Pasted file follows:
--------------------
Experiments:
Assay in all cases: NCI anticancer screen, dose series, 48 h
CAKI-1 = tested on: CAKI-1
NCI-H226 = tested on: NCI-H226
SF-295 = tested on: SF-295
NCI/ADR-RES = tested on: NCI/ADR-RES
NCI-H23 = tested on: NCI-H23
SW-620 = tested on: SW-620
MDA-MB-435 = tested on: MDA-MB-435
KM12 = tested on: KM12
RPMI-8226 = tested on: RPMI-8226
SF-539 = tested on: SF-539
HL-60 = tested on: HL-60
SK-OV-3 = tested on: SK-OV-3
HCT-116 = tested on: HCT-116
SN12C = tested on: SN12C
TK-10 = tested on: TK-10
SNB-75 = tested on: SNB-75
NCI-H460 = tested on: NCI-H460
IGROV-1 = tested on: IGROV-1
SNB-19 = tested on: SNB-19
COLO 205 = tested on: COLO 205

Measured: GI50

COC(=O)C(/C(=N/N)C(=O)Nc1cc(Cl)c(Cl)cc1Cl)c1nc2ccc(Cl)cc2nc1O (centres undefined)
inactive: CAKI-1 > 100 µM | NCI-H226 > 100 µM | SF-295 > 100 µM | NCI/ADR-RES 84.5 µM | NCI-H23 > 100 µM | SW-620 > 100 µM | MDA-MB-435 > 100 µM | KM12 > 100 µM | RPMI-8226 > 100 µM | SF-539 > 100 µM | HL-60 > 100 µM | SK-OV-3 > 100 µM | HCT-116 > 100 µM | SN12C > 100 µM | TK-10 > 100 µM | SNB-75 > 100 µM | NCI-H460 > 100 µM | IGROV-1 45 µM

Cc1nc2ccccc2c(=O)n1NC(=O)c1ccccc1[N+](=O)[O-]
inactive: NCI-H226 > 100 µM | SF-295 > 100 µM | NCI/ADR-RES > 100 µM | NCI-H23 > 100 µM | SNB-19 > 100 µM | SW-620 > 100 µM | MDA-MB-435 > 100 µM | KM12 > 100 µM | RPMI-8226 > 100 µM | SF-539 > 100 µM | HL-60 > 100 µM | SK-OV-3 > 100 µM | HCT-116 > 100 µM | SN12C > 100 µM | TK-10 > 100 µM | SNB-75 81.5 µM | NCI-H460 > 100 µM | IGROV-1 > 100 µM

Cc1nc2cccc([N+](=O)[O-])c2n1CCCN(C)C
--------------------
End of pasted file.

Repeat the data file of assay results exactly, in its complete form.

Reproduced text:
Experiments:
Assay in all cases: NCI anticancer screen, dose series, 48 h
CAKI-1 = tested on: CAKI-1
NCI-H226 = tested on: NCI-H226
SF-295 = tested on: SF-295
NCI/ADR-RES = tested on: NCI/ADR-RES
NCI-H23 = tested on: NCI-H23
SW-620 = tested on: SW-620
MDA-MB-435 = tested on: MDA-MB-435
KM12 = tested on: KM12
RPMI-8226 = tested on: RPMI-8226
SF-539 = tested on: SF-539
HL-60 = tested on: HL-60
SK-OV-3 = tested on: SK-OV-3
HCT-116 = tested on: HCT-116
SN12C = tested on: SN12C
TK-10 = tested on: TK-10
SNB-75 = tested on: SNB-75
NCI-H460 = tested on: NCI-H460
IGROV-1 = tested on: IGROV-1
SNB-19 = tested on: SNB-19
COLO 205 = tested on: COLO 205

Measured: GI50

COC(=O)C(/C(=N/N)C(=O)Nc1cc(Cl)c(Cl)cc1Cl)c1nc2ccc(Cl)cc2nc1O (centres undefined)
inactive: CAKI-1 > 100 µM | NCI-H226 > 100 µM | SF-295 > 100 µM | NCI/ADR-RES 84.5 µM | NCI-H23 > 100 µM | SW-620 > 100 µM | MDA-MB-435 > 100 µM | KM12 > 100 µM | RPMI-8226 > 100 µM | SF-539 > 100 µM | HL-60 > 100 µM | SK-OV-3 > 100 µM | HCT-116 > 100 µM | SN12C > 100 µM | TK-10 > 100 µM | SNB-75 > 100 µM | NCI-H460 > 100 µM | IGROV-1 45 µM

Cc1nc2ccccc2c(=O)n1NC(=O)c1ccccc1[N+](=O)[O-]
inactive: NCI-H226 > 100 µM | SF-295 > 100 µM | NCI/ADR-RES > 100 µM | NCI-H23 > 100 µM | SNB-19 > 100 µM | SW-620 > 100 µM | MDA-MB-435 > 100 µM | KM12 > 100 µM | RPMI-8226 > 100 µM | SF-539 > 100 µM | HL-60 > 100 µM | SK-OV-3 > 100 µM | HCT-116 > 100 µM | SN12C > 100 µM | TK-10 > 100 µM | SNB-75 81.5 µM | NCI-H460 > 100 µM | IGROV-1 > 100 µM

Cc1nc2cccc([N+](=O)[O-])c2n1CCCN(C)C